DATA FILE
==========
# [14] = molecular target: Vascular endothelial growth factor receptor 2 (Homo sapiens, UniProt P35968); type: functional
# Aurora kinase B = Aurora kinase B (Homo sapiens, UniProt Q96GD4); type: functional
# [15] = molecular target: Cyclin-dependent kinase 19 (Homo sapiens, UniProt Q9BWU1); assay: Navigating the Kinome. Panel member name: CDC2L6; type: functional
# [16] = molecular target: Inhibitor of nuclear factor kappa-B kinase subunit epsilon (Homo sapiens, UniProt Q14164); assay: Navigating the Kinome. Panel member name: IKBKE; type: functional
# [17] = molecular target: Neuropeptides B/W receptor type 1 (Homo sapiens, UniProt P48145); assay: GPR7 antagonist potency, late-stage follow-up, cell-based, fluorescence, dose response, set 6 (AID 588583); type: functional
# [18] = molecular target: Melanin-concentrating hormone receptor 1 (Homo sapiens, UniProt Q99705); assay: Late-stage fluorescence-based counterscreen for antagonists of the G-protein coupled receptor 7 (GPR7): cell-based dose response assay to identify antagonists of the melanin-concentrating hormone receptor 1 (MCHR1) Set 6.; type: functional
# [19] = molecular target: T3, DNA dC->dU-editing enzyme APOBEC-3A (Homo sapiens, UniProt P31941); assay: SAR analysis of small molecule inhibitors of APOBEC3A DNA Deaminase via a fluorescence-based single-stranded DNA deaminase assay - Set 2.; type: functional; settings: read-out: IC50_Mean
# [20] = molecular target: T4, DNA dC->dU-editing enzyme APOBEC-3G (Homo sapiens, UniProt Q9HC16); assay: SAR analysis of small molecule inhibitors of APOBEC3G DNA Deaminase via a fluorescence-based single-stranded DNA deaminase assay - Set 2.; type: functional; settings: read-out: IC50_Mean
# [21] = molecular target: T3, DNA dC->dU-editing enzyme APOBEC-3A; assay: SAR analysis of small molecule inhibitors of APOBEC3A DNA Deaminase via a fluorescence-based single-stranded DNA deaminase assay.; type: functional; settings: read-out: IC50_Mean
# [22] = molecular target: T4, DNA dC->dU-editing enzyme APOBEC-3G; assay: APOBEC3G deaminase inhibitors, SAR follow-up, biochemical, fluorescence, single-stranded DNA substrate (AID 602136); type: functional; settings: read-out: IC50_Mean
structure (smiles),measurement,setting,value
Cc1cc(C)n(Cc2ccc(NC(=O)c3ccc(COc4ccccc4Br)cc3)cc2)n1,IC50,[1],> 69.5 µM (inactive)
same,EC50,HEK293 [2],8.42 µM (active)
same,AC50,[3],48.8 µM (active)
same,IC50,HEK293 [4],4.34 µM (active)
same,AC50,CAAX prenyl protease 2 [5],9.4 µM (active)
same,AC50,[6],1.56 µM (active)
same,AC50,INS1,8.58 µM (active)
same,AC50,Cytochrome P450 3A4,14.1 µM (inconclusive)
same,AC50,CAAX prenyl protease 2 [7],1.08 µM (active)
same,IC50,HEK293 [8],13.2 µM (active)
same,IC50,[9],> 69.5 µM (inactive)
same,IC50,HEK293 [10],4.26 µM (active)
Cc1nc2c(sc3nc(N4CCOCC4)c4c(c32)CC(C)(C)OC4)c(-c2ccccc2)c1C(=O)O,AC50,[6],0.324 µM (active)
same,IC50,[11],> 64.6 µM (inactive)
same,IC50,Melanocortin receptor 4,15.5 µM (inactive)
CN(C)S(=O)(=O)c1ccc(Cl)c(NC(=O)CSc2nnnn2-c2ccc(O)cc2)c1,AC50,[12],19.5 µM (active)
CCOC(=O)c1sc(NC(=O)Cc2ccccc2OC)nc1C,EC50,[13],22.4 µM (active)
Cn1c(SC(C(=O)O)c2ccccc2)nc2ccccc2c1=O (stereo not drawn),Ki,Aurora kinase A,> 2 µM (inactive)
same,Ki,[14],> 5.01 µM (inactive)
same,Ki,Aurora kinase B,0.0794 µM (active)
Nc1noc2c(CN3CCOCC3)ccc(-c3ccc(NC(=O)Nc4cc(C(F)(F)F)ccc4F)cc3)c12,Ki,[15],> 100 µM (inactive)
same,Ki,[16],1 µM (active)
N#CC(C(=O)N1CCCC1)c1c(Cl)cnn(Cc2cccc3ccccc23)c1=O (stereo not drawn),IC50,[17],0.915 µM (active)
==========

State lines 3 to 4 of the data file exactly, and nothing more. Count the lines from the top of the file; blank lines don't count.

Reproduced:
# [15] = molecular target: Cyclin-dependent kinase 19 (Homo sapiens, UniProt Q9BWU1); assay: Navigating the Kinome. Panel member name: CDC2L6; type: functional
# [16] = molecular target: Inhibitor of nuclear factor kappa-B kinase subunit epsilon (Homo sapiens, UniProt Q14164); assay: Navigating the Kinome. Panel member name: IKBKE; type: functional